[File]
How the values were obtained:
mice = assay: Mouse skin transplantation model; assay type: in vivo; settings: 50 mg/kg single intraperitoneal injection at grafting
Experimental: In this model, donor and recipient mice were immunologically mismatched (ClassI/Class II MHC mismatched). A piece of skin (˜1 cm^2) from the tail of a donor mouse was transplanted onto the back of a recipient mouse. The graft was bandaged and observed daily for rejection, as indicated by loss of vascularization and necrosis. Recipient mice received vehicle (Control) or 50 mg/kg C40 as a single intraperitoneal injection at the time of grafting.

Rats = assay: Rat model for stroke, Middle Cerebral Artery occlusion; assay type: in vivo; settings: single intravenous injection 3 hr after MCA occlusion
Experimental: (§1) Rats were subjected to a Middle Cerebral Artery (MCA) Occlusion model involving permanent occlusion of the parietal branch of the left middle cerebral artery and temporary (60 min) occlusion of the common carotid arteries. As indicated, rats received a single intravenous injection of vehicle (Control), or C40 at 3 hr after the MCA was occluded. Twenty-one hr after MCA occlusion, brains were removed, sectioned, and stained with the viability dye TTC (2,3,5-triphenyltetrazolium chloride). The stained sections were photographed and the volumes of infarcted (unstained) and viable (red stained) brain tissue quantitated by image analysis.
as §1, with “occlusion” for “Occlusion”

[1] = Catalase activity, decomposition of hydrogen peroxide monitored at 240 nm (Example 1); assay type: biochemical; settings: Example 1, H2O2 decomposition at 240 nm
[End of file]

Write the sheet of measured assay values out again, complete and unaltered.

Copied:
How the values were obtained:
mice = assay: Mouse skin transplantation model; assay type: in vivo; settings: 50 mg/kg single intraperitoneal injection at grafting
Experimental: In this model, donor and recipient mice were immunologically mismatched (ClassI/Class II MHC mismatched). A piece of skin (˜1 cm^2) from the tail of a donor mouse was transplanted onto the back of a recipient mouse. The graft was bandaged and observed daily for rejection, as indicated by loss of vascularization and necrosis. Recipient mice received vehicle (Control) or 50 mg/kg C40 as a single intraperitoneal injection at the time of grafting.

Rats = assay: Rat model for stroke, Middle Cerebral Artery occlusion; assay type: in vivo; settings: single intravenous injection 3 hr after MCA occlusion
Experimental: (§1) Rats were subjected to a Middle Cerebral Artery (MCA) Occlusion model involving permanent occlusion of the parietal branch of the left middle cerebral artery and temporary (60 min) occlusion of the common carotid arteries. As indicated, rats received a single intravenous injection of vehicle (Control), or C40 at 3 hr after the MCA was occluded. Twenty-one hr after MCA occlusion, brains were removed, sectioned, and stained with the viability dye TTC (2,3,5-triphenyltetrazolium chloride). The stained sections were photographed and the volumes of infarcted (unstained) and viable (red stained) brain tissue quantitated by image analysis.
as §1, with “occlusion” for “Occlusion”

[1] = Catalase activity, decomposition of hydrogen peroxide monitored at 240 nm (Example 1); assay type: biochemical; settings: Example 1, H2O2 decomposition at 240 nm